Monday, August 7, 2017

Research firm names three candidates to conduct racial bias audit of Charleston Police Department

City officials weigh their options

Posted by Dustin Waters on Mon, Aug 7, 2017 at 1:40 PM

click to enlarge Charleston's Public Safety Committee meets with Julia Novak of Novak Consulting Group to discuss subcontractors to conduct a racial bias audit of city police - DUSTIN WATERS
  • Dustin Waters
  • Charleston's Public Safety Committee meets with Julia Novak of Novak Consulting Group to discuss subcontractors to conduct a racial bias audit of city police
Charleston officials are now mulling over three potential candidates to conduct an assessment of possible racial bias in the Charleston Police Department.

During last Friday’s meeting of the city’s Public Safety Committee, Julia Novak of Novak Consulting Group presented city leaders with three recommendations for subcontractors to examine bias in the police department. Novak was originally hired in February to conduct a performance audit of all city operations. Novak’s appointment drew harsh criticism from members of the Charleston Area Justice Ministry, who claimed that Novak lacked the necessary experience to examine racial bias among law enforcement agencies. The group called on city leaders to appoint a specialized contractor to examine city police.

In late June, Charleston City Council voted down an effort to hire another outside agency to look at racial bias within the Charleston Police Department, and it was instead decided that Novak would provide a list of three recommended subcontractors to conduct the assessment under the firm’s citywide audit.

The three candidates currently under consideration by the Public Safety Committee are RTI International, Dr. Jeff Rojek of the University of Texas at El Paso, and Dr. Robin Engel of the University of Cincinnati.

RTI International credits itself as an “independent, nonprofit research institute dedicated to improving the human condition,” with 12 U.S. offices and more than 4,700 staff members. RTI’s field of focus extends from education, energy research, environmental sciences, to justice policy and agriculture.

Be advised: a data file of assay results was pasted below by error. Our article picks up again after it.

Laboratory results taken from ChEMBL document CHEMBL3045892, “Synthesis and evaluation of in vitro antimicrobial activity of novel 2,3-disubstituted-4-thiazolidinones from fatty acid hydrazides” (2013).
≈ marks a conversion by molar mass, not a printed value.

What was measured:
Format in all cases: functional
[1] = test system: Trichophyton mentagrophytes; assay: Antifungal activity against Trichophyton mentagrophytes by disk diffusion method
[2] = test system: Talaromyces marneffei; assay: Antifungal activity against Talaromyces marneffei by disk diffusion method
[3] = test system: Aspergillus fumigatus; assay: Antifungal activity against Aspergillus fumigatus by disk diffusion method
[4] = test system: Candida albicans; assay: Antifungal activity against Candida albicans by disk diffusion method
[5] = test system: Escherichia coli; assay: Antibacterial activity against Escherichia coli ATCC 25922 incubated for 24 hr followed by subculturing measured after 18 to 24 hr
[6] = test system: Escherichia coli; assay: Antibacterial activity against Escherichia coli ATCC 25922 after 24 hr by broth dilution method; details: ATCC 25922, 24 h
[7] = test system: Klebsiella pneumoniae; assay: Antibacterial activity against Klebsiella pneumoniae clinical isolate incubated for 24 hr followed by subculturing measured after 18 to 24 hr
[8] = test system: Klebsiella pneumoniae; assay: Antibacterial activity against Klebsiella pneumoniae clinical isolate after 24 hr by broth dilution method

Rojek currently serves as associate professor of criminal justice at UTEP and previously worked as associate professor at the University of South Carolina. As director of UTEP’s Center for Law and Human Behavior, Rojek’s primary areas of study are “police officer and organization behavior.” His points of research include officer use of force, racial bias in traffic stops, and officer misconduct. In January, Rojek and his fellow researchers completed an assessment of racial disparities among traffic and pedestrian stops by the San Jose Police Department.

Dr. Engel serves as vice president of safety and reform and the director of the International Association of Chiefs of Police/University of Cincinnati Center for Police Research and Policy. Following the shooting of Samuel DuBose by University of Cincinnati police officer Ray Tensing, Engel was named to her vice presidency position at the university to oversee police reform.

Members of Charleston Public Safety Committee said on Friday that they will study their options and make a full recommendation to City Council in the coming weeks.

“As we think about this work, we see four components: One is understanding what the community’s experiences and expectations are for the police department. Another is understanding the police officers’ experience and expectations,” Novak told the committee. “Then we have data evaluation. So much of this work is going to be untangling the data, understanding it, and interpreting it. Then finally, we come up with solutions.”

While the scope of the audit on racial bias has yet to be determined, Mayor John Tecklenburg is preparing to present his performance innovation workplan to the members of City Council in August.

“We embarked about a year ago on something we call our performance innovation program. Council had hired Julia [Novak] to help us with that process,” said Tecklenburg. “We trained an internal team of nine city employees who went to Denver, Colo. — something called Peak Academy — to learn to analyze city processes, how they work, and how to make them better. For the last four or five months, we’ve been analyzing those areas of the city we want to concentrate on first. We’ve come up with a workplan for that effort.”

When asked how the audit on racial bias will fit into the overall citywide assessment Tecklenburg added, “This workplan will include 10 different areas to work on. One of them will be the police bias matter. So this auxiliary expert firm will help on just that one part of the 10-part workplan.”

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